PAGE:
DC Needs the Insight, Knowledge, Ideas, and Passion of Hunger Advocates - Capital Area Food Bank
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DC Needs the Insight, Knowledge, Ideas, and Passion of Hunger Advocates

By Mary Cheh September 4, 2013

mary-chehThe District of Columbia has made significant strides in the effort to eliminate hunger. In the past three years, with the support of many of my colleagues on the DC Council, I have been able to pass legislation like the Healthy Schools Act of 2010, which requires schools to offer free breakfast to all students and the FEED DC Act, which establishes public/private partnerships to attract and renovate grocery stores in the District’s low-income communities. Additionally, we successfully earmarked $200,000 in the 2014 budget to support the “bonus bucks” program, which allows those receiving SNAP, WIC, and those participating in the Senior Farmers’ Market Nutrition Program to increase their buying power at farmers’ markets, helping low-income families purchase more fresh fruits and vegetables.
Although the District can be proud of these accomplishments, we cannot rest on our laurels. We must be vigilant in our work against the persistent ills of society, hunger among them. But the District cannot tackle this problem alone. We need federal programs like the Supplemental Nutrition Assistance Program (SNAP), which helps about 144,000 DC residents put food on the table for their families. Sadly, the 2009 Recovery Act’s temporary boost to the SNAP benefits is scheduled to end on November 1, 2013 and renewal appears unlikely unless hunger advocates here and across the nation put increased pressure on Congress to provide the additional $5 billion needed to sustain the program at its current levels.
If the $5 billion cut is allowed to take effect, the District would see a $15 million reduction in SNAP benefits; a family of four would see a $36 monthly cut in benefits, leaving less than $1.40 per person per meal in 2014. This would be devastating for some of the District’s poorest communities located in food deserts with limited access to fresh produce and unprocessed foods. And limited resources plus limited access to healthy foods is the recipe for perpetuating obesity. No family should have to compromise the quality of their food to accommodate the quantity of food needed to sustain a household, yet these looming cuts to SNAP benefits may indeed make this an unfortunate reality for the nearly 144,000 DC residents receiving these essential benefits. This will also have severe economic implications; grocery stores and neighborhood farmers’ markets are sure to see a decline in revenue, which could mean layoffs, and that would further extend poverty among low-wage earners and continue a cycle of unhealthy eating.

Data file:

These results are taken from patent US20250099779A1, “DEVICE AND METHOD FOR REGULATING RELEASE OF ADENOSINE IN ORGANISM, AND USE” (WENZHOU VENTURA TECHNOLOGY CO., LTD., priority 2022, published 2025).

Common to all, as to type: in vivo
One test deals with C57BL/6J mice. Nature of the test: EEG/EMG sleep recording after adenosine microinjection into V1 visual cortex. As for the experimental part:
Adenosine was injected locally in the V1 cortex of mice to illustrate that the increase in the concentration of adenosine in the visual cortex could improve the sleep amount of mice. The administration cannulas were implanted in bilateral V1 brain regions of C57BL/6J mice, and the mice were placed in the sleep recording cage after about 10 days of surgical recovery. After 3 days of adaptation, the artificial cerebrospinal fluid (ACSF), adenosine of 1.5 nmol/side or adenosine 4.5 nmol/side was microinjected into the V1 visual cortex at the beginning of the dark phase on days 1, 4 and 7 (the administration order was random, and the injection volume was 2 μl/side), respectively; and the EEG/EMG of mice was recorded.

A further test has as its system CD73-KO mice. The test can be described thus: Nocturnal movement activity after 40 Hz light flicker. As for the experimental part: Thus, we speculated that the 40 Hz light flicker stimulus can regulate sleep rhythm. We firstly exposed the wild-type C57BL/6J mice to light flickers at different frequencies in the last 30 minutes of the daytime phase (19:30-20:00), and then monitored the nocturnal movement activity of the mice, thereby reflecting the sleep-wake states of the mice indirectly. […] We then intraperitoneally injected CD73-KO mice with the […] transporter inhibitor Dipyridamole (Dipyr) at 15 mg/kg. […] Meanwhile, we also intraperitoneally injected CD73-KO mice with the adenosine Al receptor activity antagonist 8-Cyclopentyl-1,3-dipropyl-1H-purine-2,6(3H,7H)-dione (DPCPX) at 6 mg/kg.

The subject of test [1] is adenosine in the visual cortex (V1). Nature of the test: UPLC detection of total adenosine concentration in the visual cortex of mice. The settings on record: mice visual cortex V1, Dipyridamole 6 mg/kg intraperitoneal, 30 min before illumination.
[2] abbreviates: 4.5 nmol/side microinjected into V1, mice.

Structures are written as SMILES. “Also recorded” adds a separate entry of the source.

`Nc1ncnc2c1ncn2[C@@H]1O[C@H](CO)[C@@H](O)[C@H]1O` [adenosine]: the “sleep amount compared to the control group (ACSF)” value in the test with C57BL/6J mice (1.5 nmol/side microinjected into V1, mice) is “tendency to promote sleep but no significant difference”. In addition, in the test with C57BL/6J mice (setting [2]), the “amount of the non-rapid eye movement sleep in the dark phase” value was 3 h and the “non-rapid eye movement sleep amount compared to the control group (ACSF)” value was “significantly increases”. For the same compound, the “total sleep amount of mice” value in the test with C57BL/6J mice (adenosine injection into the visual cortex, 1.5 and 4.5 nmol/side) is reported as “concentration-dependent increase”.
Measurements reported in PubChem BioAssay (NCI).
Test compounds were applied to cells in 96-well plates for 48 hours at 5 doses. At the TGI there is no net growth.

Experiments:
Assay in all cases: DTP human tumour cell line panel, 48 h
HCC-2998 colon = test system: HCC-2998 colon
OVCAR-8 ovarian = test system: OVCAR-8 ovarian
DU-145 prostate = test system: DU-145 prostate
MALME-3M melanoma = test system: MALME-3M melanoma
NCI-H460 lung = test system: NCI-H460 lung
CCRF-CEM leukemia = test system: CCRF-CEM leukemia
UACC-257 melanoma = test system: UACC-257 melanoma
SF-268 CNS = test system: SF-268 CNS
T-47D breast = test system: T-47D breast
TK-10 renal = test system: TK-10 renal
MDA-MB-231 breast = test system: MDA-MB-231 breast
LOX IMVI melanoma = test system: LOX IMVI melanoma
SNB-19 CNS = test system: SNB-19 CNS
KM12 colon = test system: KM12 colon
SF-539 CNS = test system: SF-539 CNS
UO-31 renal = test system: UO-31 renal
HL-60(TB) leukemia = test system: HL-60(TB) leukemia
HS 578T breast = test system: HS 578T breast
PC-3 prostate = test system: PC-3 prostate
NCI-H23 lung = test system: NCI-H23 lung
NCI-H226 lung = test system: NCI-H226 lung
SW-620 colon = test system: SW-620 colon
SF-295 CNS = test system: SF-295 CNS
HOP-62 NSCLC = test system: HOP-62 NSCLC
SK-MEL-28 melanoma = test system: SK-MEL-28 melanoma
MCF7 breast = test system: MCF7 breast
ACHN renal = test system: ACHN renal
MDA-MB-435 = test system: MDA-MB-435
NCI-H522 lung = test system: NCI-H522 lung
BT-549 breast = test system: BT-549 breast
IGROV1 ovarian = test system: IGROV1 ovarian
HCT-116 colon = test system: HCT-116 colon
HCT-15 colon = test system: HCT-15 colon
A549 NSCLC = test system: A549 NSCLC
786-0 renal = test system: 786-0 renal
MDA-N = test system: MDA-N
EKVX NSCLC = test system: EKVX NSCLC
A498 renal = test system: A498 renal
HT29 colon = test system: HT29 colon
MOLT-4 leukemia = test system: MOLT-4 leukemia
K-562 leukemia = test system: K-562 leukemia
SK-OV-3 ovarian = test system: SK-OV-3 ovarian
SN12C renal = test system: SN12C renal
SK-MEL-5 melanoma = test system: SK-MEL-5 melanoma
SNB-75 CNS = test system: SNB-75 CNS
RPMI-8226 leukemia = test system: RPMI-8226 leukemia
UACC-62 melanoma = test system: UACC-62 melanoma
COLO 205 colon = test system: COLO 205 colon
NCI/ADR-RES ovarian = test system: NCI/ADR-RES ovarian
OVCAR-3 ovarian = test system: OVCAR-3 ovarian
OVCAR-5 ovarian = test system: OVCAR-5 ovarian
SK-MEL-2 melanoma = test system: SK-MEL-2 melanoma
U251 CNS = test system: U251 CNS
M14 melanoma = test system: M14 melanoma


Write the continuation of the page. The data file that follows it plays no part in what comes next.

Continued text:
Although the District will begin preparing for the chance that these disastrous cuts will take place, it is up to those of us passionate about the issue of hunger, poverty, economic justice, and the health of our communities to put increased pressure on Congress to provide the $5 billion in funding needed to operate the SNAP program at its current levels. By establishing meaningful partnerships and alliances with economic, poverty, and social justice movements, we can build a coalition of advocates strong enough to get Congress to act on this important issue. Additionally, locally, we must devise contingency plans and innovative short and long term solutions that will ensure that we can still provide the assistance needed to help sustain DC families. As members of a community passionate about the scourge of hunger, I encourage you to reach out to me and to other members of the DC Council to share your ideas on how the District should adjust if the cut to the SNAP program does indeed take place. The District of Columbia needs the insight, knowledge, ideas, and passion of hunger advocates in order to solve both the short and long term challenges to ending hunger once and for all.